Criteria 1: 3 family members with CRC, one of whom is 1 st degree of the other 2 2 successive affected generations 1 or more cancer diagnosed < 50 years old FAP excluded Criteria 2: 3 family members with HNPCC related cancer, one of whom is the 1st degree of the other 2 2 successive affected generation 1 or more cancer diagnosed < 50yrs old FAP excluded Lab testing of MSH 1&2 and PMS 1&2
Pathogenesis Vogelstein model Multistep to carcinoma formation Mutation of APC gene polyposis K-RAS (40-50%), P53, SMAD mutation DCC gene helps to initiate metastatic potential Other
pathway through MSI (DNA microsatellite instability) - HNPCC Features of tumour Spread Adjacent organs small/ large bowel, bladder, uterus
Transcoelomic spread- peritoneal disease Regional lymph node involvement ( 40-70%) at presentation usually follows the supplying blood vessels pararectal, hypogastric, pre-sacral) Haematogenous liver lung bone and brain 25-30% patients at presentations, the tumour will have spread either locally or distant sites, and will be unsuitable for radical treatment Assessment & Management: History Presenting complaints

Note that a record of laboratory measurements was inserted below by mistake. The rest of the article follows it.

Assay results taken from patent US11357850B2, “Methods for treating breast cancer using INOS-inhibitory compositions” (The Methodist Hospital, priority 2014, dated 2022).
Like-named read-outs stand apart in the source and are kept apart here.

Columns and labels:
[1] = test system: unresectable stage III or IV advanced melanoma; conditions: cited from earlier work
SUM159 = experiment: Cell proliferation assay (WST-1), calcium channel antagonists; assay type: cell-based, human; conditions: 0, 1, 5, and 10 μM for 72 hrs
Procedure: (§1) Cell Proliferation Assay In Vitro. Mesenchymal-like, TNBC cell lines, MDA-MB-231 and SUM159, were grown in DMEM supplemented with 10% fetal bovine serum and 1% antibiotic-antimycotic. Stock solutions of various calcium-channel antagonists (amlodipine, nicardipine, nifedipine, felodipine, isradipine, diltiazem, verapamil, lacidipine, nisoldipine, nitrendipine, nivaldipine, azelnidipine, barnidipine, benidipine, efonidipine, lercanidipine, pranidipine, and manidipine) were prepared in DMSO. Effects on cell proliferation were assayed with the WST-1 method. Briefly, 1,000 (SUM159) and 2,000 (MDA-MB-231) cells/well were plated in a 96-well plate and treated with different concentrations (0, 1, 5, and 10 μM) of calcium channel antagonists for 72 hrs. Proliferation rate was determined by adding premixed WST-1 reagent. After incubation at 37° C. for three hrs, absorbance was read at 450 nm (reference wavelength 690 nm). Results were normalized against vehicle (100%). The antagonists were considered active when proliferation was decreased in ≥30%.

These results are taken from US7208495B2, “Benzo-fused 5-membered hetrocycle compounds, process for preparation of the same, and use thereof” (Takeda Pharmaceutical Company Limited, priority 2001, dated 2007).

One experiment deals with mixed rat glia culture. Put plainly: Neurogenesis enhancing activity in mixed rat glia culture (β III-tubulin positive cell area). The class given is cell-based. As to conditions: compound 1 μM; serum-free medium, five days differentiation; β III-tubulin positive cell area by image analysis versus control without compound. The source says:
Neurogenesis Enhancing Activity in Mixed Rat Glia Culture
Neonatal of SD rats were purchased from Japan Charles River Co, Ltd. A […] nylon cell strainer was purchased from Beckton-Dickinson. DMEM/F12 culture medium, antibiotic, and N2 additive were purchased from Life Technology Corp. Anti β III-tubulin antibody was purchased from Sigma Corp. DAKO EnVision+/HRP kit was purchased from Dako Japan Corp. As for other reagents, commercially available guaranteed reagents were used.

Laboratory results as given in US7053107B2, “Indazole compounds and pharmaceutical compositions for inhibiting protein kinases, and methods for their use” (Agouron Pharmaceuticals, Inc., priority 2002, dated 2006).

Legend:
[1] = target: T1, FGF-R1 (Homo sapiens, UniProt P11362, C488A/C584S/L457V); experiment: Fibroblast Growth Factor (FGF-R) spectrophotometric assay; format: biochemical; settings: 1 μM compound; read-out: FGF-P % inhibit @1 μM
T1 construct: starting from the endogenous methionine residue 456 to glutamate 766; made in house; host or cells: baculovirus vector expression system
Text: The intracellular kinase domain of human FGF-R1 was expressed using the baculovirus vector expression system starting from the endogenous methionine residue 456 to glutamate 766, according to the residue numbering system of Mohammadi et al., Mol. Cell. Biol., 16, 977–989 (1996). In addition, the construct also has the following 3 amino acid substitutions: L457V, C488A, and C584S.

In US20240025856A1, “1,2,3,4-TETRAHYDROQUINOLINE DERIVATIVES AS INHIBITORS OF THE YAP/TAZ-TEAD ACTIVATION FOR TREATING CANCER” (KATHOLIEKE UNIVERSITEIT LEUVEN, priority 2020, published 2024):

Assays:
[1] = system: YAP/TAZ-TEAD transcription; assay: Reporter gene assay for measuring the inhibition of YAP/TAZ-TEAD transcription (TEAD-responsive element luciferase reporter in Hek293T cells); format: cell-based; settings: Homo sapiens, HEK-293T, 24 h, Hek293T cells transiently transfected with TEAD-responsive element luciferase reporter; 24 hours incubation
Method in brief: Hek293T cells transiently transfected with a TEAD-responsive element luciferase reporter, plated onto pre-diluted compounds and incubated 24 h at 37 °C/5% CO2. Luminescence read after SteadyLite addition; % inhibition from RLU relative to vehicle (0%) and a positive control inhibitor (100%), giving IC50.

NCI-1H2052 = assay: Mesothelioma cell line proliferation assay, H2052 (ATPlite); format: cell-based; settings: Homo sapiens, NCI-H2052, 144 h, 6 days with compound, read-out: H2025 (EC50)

Family history Systemic enquiries Physical examination (PR examination) Investigations Treatments Signs & Symptoms Symptoms
Lower GI bleeding Altered bowel habits Abdominal pain Weight loss Loss of appetite Obstructive symptoms vomiting, unable to pass wind, severe abdo pain Signs
Inspection: Jaundice, pallor , (freckles around the lip, buccal mucosal Peutze Jeghers) Palpable abdominal / rectal massdont forget about the liver hepatomegaly distant mets PR bleeding fresh red ( left-sided colon/ rectum), malena (right-sided colon) Alarming signs Abdominal distension, peritonism, rebound tenderness, tingling bowel sound bowel obstruction, perforation. Pulmonary signs and neurological signs can sometime present if the disease is advanced.
Signs Investigations FBC ( Iron deficiency anaemia ) U+E LFT ( metastatic disease ) CEA (carcinoembryonic antigen), is raised in 85% of patients with CRC, higher value associated with worse prognosis
Investigations AXR ( if suspicious of SBO/ BO) Double contrast barium enema Colonoscopy with biopsy, Flexi/ rigid sigmodoscopy CT scan Thorax, abdo USS liver - liver metastasis Pelvic MRI particularly for rectal Ca To asses
CRM (Circumferential resection margin) Endo-anal USS to asses nodal involvement in rectal Ca Investigations Investigations Investigations Screening 50-75 years old